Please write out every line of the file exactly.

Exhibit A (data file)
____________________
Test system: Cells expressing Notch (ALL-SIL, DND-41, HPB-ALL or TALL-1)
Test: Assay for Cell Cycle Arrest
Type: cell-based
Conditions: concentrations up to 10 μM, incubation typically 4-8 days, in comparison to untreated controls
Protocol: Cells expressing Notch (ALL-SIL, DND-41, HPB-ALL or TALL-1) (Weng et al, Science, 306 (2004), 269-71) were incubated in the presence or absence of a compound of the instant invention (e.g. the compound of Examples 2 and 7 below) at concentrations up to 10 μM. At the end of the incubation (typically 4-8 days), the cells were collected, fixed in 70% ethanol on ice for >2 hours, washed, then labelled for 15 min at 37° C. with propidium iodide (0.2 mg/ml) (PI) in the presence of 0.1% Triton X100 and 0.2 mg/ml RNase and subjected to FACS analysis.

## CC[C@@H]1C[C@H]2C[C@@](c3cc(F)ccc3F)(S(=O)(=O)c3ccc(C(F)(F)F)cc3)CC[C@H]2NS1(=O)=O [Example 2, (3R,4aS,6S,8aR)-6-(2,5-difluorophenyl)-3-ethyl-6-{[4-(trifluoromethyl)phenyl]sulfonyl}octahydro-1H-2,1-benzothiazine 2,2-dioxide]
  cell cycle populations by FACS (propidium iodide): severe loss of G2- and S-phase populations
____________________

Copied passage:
Test system: Cells expressing Notch (ALL-SIL, DND-41, HPB-ALL or TALL-1)
Test: Assay for Cell Cycle Arrest
Type: cell-based
Conditions: concentrations up to 10 μM, incubation typically 4-8 days, in comparison to untreated controls
Protocol: Cells expressing Notch (ALL-SIL, DND-41, HPB-ALL or TALL-1) (Weng et al, Science, 306 (2004), 269-71) were incubated in the presence or absence of a compound of the instant invention (e.g. the compound of Examples 2 and 7 below) at concentrations up to 10 μM. At the end of the incubation (typically 4-8 days), the cells were collected, fixed in 70% ethanol on ice for >2 hours, washed, then labelled for 15 min at 37° C. with propidium iodide (0.2 mg/ml) (PI) in the presence of 0.1% Triton X100 and 0.2 mg/ml RNase and subjected to FACS analysis.

## CC[C@@H]1C[C@H]2C[C@@](c3cc(F)ccc3F)(S(=O)(=O)c3ccc(C(F)(F)F)cc3)CC[C@H]2NS1(=O)=O [Example 2, (3R,4aS,6S,8aR)-6-(2,5-difluorophenyl)-3-ethyl-6-{[4-(trifluoromethyl)phenyl]sulfonyl}octahydro-1H-2,1-benzothiazine 2,2-dioxide]
  cell cycle populations by FACS (propidium iodide): severe loss of G2- and S-phase populations